The Collector: Americana, Notalgia Pilot Dave Jackson’s Vintage Baseball Glove Collection

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Baseball is in Dave Jackson’s blood. His father played for the minor league St. Louis Cardinals from 1949 to 1951.

“I was born in St. Louis,” Jackson said.

He played in Little League and continued to enjoy the sport through recreational leagues until a shoulder injury sidelined him six years ago at the age of 60.

Jackson clung to his Little League gloves but didn’t start collecting them in earnest until 1987.

“I don’t collect autographs, cards, balls or bats,” he said. “Bats break, balls get lost, but a kid never gives up his glove. You take that with you as you grow up.

The 400 gloves in his collection span the late 1800s through the 1960s, with a few later designs in the mix.

One of his favorites is a 1920 Spaulding, the leather scarred with the creases of age and hundreds of takes.

“I call it ‘Grandpa’s Face,'” Jackson said.

One of his oldest gloves is a catcher’s glove made by the AJ Reach Company in Philadelphia in 1891. Its distinctive hook-and-eye lacing is a feature of gloves made before the turn of the century, and its well worn has a greenish tint. . With a cost of $7.50 in 1891, it would have been an expensive investment at the time.

Jackson pointed to a name engraved on the glove.

“Who was Gary McMillan?” he wondered. “How many amazing plays has he made with this glove?”

Like many collectors, Jackson is thrilled when he finds an item still in its original box, such as a field glove made by OK (Ohio Kentucky) MFG Co.

“It’s rare to find them with the box,” he said. “That’s kinda cute.”

His favorite gloves date back to the 1940s.

“The leather is so rich and creamy and the gloves are so plush!” he said.

For example, a vintage Nokona made in Texas in the 1940s is stuffed with extra padding. Likewise, a MacGregor Goldsmith with a button on the back still looks solid and the warm patina of a Firestone seems to shine through.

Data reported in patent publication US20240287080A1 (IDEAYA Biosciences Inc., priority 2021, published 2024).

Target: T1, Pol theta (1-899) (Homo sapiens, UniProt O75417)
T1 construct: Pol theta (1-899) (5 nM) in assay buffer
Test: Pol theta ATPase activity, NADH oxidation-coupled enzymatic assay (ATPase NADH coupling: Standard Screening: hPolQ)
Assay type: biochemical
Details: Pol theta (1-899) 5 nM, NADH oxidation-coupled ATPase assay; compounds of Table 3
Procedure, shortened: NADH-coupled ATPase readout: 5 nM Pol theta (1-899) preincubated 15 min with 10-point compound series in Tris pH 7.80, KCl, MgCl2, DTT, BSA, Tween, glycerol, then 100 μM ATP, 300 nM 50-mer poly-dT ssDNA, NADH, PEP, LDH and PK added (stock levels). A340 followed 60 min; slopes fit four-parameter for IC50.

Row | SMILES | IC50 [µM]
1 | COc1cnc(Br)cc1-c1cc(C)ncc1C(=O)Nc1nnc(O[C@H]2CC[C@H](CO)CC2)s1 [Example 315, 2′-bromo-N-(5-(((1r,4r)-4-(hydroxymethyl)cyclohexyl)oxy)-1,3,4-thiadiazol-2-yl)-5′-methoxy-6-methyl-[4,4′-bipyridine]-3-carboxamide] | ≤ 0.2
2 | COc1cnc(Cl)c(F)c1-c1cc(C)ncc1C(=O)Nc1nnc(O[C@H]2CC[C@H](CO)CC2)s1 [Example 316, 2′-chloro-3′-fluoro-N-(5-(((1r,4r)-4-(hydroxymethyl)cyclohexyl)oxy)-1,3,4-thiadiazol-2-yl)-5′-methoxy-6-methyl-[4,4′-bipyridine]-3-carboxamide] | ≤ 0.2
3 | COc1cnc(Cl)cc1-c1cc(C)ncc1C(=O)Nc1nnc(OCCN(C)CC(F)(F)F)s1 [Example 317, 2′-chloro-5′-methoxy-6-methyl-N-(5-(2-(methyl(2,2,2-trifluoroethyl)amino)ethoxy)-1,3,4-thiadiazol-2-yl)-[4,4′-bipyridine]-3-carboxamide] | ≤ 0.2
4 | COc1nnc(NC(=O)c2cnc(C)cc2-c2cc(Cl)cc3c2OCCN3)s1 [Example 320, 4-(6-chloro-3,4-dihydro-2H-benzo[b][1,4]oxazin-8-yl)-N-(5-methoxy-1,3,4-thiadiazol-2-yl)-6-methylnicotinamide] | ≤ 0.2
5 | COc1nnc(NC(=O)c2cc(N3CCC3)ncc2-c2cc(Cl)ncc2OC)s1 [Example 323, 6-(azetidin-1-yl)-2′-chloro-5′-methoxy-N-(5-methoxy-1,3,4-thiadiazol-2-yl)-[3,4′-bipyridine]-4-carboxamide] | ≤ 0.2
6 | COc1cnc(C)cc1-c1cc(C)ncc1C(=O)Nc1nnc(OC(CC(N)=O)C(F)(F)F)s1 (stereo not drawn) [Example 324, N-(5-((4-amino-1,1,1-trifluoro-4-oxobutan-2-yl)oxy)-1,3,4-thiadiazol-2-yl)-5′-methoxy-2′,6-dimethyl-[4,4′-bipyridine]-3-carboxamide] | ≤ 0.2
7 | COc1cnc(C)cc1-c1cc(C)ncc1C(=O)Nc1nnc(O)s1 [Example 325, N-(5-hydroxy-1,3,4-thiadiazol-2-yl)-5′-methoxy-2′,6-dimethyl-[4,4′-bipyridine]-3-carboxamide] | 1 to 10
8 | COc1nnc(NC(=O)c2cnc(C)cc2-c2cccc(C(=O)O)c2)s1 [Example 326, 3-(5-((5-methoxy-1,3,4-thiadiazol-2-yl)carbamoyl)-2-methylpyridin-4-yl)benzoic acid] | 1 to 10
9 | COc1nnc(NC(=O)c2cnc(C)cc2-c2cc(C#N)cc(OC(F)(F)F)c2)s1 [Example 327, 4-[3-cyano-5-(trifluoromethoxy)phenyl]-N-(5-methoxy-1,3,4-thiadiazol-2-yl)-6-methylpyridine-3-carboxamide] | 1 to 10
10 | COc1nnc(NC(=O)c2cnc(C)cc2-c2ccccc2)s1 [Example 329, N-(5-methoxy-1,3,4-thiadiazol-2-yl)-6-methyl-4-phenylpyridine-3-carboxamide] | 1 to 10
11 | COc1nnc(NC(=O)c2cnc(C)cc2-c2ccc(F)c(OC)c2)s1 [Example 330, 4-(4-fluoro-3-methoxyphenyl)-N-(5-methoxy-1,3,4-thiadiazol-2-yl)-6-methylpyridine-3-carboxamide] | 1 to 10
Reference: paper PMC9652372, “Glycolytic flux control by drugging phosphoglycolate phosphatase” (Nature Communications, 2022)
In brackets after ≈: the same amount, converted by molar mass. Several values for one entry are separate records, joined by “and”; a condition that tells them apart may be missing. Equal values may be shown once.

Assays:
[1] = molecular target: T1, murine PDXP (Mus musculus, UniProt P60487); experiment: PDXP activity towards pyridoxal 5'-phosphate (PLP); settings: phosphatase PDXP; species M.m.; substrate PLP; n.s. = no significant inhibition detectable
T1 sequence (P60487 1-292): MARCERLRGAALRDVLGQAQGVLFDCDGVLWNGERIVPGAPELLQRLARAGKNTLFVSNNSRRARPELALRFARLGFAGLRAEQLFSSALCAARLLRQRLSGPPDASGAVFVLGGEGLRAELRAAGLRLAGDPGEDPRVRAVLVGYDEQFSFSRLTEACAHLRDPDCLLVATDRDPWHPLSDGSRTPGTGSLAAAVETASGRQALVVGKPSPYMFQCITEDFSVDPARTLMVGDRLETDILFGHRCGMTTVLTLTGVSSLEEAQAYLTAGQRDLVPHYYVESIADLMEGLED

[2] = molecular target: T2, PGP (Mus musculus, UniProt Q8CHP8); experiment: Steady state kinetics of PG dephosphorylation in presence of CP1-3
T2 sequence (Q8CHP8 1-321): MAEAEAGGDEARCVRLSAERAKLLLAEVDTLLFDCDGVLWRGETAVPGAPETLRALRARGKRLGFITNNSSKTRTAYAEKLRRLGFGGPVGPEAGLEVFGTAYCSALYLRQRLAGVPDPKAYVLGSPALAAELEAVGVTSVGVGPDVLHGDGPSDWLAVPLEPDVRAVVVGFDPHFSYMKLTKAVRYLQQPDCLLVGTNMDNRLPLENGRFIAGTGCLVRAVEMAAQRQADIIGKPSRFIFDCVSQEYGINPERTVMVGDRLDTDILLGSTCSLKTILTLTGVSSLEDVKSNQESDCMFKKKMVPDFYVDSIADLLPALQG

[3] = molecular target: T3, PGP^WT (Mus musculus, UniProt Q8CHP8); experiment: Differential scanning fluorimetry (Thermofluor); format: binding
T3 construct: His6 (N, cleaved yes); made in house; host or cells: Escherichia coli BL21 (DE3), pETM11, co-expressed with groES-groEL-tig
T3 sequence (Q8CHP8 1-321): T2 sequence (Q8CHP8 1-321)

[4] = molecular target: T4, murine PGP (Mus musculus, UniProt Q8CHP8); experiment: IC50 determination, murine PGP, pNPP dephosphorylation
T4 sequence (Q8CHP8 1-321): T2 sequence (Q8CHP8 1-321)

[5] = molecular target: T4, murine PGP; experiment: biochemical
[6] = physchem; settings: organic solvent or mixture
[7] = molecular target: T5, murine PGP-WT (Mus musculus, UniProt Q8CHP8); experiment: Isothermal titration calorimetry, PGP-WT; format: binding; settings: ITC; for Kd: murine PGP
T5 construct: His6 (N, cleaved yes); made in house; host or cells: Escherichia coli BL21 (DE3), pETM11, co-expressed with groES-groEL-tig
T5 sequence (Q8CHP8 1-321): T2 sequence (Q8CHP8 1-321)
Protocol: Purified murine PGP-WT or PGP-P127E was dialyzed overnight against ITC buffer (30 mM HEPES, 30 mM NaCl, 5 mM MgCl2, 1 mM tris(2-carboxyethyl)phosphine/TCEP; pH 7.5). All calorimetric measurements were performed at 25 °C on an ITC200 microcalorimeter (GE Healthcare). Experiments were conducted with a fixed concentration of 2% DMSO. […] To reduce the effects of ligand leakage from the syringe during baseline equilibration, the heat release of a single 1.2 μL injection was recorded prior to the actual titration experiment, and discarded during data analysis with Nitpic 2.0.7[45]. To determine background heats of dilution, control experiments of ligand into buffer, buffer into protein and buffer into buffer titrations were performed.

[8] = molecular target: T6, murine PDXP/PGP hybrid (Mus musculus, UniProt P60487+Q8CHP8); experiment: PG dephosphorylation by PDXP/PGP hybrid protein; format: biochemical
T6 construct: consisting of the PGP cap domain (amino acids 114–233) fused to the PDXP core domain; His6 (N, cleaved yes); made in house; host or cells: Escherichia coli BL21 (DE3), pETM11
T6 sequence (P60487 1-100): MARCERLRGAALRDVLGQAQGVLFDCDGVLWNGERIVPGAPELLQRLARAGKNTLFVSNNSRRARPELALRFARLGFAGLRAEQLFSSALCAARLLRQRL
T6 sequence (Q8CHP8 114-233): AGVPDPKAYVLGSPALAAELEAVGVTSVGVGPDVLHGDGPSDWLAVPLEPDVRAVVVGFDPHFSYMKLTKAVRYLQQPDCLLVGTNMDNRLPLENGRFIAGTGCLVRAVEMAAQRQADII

“They were so well done,” Jackson said. “I can put one on and imagine someone doing a life-changing take.”

Its collection traces the evolution of the glove. Jackson presented a black 1925 model.

“It’s flat,” he said. “You had to use both hands to catch a ball. They started developing the pocket in the 1940s and then you could just play one handed.

Jackson scours eBay, garage sales and antique shows for his finds, but an unusual addition came from a chance encounter at a local brewery.

“I met Don Gordon,” he said.

Gordon pitched for the Toronto Blue Jays and Cleveland Indians and told Jackson he had a glove he might be interested in. The glove has a label that reads “USSR Leningrad”.

“I bought it from him,” Jackson said.

His most unique and expensive acquisitions by far are two gloves found in a trunk in Norway in 2017. The owner of a building in Trondheim discovered an old, dusty chest that had remained closed, possibly for a century. Inside was an assortment of immaculate sporting goods, including rare circa 1920 baseball gloves.

They were made by Draper and Maynard, a New Hampshire-based sports supply company from the 1880s through the 1930s.

Dubbed the greatest baseball glove find from before the 1940s, the collection sparked intense bidding on eBay.

Jackson was happy to land two gloves with their blank price tags still attached, but the biggest prize was out of his league – a Babe Ruth facsimile signature glove that fetched $11,600.

But value and rarity don’t drive Jackson’s collection — Americana and nostalgia do.

“Baseball is the American sport and when you were a kid your baseball glove was your best friend,” he said. “He went everywhere with you and rode on the handlebars of your bike.”

He picked up a glove and smiled.

“Each of them was someone’s pride and joy.”

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